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Resource Curse or Malthusian Trap? Evidence from Oil Discoveries and Extractions

Author

Listed:
  • Anca Cotet

    () (Department of Economics, Ball State University)

  • Kevin K. Tsui

    () (The John E. Walker Department of Economics, Clemson University)

Abstract

This paper studies the effects of oil rent on development using a unique panel dataset describing worldwide oil discoveries and extractions. First, we revisit the so-called curse of oil, which contends that oil rent hinders economic development. Exploiting cross-country variations in the timing of oil discoveries and the size of initial oil in place, we find that, contrary to the oil-curse hypothesis, there is little robust evidence of a negative relationship between oil endowment and economic performance, even after controlling for initial income. Second, based on both cross-country and panel evidence, we find a robust association between oil abundance and population growth, which might suggest a Malthusian effect which reduces the economic growth measured in per capita GDP. We find some evidence that oil abundance increases fertility. On an accounting basis, however, migration plays an even more prominent role in explaining the oil-induced population growth. Furthermore, we show that focusing on material gain may understate the welfare gain from oil abundance, because relative to non-oil countries, oil-rich countries gain more in health improvements. These results suggest that despite the positive oil effect on population growth, oil-rich countries do not suffer from the Malthusian trap, and overall oil abundance is an economic blessing rather than a curse.

Suggested Citation

  • Anca Cotet & Kevin K. Tsui, 2010. "Resource Curse or Malthusian Trap? Evidence from Oil Discoveries and Extractions," Working Papers 201001, Ball State University, Department of Economics, revised Mar 2010.
  • Handle: RePEc:bsu:wpaper:201001
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    File URL: http://web.bsu.edu/cob/econ/research/papers/bsuecwp201001cotet.pdf
    File Function: First version, December 2009
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    References listed on IDEAS

    as
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    Citations

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    Cited by:

    1. Markus Brueckner & Hannes Schwandt, 2015. "Income and Population Growth," Economic Journal, Royal Economic Society, vol. 125(589), pages 1653-1676, December.
    2. Beine, Michel & Bos, Charles S. & Coulombe, Serge, 2012. "Does the Canadian economy suffer from Dutch disease?," Resource and Energy Economics, Elsevier, vol. 34(4), pages 468-492.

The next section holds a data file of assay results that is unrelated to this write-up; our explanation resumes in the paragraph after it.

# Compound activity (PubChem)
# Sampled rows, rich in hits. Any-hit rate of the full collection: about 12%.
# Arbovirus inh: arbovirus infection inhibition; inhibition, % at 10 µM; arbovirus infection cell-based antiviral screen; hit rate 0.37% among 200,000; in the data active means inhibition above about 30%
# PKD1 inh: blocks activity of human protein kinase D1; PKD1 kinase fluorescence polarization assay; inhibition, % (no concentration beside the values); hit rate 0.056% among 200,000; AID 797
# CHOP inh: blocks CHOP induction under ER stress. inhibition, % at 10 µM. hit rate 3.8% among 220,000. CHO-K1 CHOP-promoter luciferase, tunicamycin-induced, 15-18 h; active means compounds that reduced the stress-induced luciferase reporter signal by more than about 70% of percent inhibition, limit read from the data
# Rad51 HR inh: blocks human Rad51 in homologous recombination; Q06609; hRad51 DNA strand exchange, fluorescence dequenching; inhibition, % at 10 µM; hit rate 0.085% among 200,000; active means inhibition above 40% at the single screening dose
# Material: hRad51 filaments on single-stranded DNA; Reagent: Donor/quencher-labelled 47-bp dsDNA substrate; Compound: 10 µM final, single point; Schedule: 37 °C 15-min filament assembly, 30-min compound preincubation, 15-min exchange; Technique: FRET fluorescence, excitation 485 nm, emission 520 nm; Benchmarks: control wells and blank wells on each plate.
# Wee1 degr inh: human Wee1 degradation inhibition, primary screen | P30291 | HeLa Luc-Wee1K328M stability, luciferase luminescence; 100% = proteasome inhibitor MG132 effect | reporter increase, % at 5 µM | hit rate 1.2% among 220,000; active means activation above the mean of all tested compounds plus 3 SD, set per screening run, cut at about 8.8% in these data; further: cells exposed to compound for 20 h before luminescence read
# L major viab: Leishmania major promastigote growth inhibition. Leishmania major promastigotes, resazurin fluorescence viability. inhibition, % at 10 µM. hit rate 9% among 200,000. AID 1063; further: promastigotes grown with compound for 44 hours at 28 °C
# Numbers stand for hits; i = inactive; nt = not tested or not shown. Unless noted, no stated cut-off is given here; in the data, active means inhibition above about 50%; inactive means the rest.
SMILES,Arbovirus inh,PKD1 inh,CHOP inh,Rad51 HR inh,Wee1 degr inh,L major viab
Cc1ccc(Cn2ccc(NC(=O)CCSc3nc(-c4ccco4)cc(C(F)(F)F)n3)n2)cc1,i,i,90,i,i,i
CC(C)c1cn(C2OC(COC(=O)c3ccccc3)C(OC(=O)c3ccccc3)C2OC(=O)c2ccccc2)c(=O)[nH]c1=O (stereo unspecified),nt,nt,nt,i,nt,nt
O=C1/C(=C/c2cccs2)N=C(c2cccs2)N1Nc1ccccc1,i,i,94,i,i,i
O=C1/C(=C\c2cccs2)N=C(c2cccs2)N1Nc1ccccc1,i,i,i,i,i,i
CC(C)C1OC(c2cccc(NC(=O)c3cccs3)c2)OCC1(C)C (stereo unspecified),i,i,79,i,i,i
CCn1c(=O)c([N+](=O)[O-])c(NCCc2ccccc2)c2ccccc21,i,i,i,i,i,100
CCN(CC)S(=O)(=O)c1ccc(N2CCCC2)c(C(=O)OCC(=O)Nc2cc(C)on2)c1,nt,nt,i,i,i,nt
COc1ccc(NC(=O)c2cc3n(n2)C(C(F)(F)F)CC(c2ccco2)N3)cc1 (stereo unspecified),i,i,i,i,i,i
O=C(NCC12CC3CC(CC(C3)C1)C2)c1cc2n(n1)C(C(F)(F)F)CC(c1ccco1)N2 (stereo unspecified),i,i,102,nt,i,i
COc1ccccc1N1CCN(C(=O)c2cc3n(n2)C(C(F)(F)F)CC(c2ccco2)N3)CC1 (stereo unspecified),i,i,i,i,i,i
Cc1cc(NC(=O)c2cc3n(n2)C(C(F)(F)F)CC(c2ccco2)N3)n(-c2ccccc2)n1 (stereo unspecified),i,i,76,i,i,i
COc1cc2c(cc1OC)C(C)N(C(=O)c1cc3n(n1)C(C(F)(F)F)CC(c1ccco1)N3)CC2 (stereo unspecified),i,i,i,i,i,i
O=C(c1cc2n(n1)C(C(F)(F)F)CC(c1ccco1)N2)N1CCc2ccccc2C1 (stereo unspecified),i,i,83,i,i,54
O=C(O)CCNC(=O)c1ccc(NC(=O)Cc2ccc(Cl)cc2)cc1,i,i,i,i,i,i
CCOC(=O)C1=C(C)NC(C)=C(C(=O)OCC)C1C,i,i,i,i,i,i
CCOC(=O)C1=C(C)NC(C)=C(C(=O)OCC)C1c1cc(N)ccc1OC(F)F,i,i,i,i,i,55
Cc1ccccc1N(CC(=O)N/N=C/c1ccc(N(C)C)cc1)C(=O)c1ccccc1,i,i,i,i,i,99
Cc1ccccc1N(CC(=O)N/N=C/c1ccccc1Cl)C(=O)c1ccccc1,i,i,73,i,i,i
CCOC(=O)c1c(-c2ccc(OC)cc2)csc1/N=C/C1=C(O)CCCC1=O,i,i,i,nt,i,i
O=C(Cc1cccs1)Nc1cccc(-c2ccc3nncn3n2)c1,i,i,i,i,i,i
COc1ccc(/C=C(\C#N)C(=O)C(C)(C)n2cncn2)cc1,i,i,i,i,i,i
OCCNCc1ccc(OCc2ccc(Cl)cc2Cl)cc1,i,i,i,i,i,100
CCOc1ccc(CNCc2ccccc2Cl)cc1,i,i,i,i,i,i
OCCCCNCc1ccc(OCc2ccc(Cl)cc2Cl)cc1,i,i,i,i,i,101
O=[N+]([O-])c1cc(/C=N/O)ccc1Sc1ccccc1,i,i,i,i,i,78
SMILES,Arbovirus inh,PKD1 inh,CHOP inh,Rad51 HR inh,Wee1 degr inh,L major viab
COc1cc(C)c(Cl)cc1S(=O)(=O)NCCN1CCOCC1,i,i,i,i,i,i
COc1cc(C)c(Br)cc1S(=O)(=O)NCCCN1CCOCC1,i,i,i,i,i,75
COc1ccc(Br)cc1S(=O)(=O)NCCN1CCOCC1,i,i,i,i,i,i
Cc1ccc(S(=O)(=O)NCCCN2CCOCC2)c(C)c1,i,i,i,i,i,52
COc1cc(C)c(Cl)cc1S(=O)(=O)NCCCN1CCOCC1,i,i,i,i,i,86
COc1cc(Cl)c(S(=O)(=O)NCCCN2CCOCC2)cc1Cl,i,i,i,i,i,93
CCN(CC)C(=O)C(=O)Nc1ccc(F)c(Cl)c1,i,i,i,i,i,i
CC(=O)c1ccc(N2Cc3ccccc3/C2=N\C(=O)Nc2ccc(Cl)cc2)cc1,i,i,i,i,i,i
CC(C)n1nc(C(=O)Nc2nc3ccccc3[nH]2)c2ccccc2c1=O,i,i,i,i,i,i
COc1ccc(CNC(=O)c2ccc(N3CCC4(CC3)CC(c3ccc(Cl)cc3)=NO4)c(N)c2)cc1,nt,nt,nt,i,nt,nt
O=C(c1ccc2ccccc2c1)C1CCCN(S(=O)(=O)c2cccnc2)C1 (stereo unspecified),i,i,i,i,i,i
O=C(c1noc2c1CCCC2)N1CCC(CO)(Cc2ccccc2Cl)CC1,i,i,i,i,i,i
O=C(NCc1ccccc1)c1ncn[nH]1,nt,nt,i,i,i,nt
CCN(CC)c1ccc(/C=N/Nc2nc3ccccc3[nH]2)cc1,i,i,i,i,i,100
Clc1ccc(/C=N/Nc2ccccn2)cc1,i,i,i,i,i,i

3. Driouchi, Ahmed, 2014. "Testing of Natural Resources as Blessing or Curse to the Knowledge Economy in Arab Countries," MPRA Paper 58598, University Library of Munich, Germany.
    4. Flory Dieck-Assad & Ernesto Peralta, 2013. "Energy and capital inputs: cornerstones of productivity growth in Mexico: 1965–2004," Empirical Economics, Springer, vol. 44(2), pages 563-590, April.
    5. Kevin K. Tsui, 2011. "More Oil, Less Democracy: Evidence from Worldwide Crude Oil Discoveries," Economic Journal, Royal Economic Society, vol. 121(551), pages 89-115, March.
    6. Nuno Torres & Óscar Afonso & Isabel Soares, 2013. "A survey of literature on the resource curse: critical analysis of the main explanations, empirical tests and resource proxies," CEF.UP Working Papers 1302, Universidade do Porto, Faculdade de Economia do Porto.
    7. Driouchi, Ahmed & Harkat, Tahar, 2016. "Knowledge Economy, Global Innovation Indices, Rents and Governance in Arab Economies," MPRA Paper 73507, University Library of Munich, Germany.
    8. Lifshits, Marina, 2013. "The influence of migration and natural reproduction of labor force upon economic growth in the countries of the world," Applied Econometrics, Publishing House "SINERGIA PRESS", vol. 31(3), pages 32-51.
    9. David Cuberes & Kevin Tsui, 2011. "Aid and Fertility: What Does the Cross-Country Evidence Show?," Working Papers 2011024, The University of Sheffield, Department of Economics.

    More about this item

    Keywords

    resource curse; Malthusian trap; oil discoveries;

    JEL classification:

    • O13 - Economic Development, Innovation, Technological Change, and Growth - - Economic Development - - - Agriculture; Natural Resources; Environment; Other Primary Products
    • O15 - Economic Development, Innovation, Technological Change, and Growth - - Economic Development - - - Economic Development: Human Resources; Human Development; Income Distribution; Migration
    • Q32 - Agricultural and Natural Resource Economics; Environmental and Ecological Economics - - Nonrenewable Resources and Conservation - - - Exhaustible Resources and Economic Development
    • Q56 - Agricultural and Natural Resource Economics; Environmental and Ecological Economics - - Environmental Economics - - - Environment and Development; Environment and Trade; Sustainability; Environmental Accounts and Accounting; Environmental Equity; Population Growth

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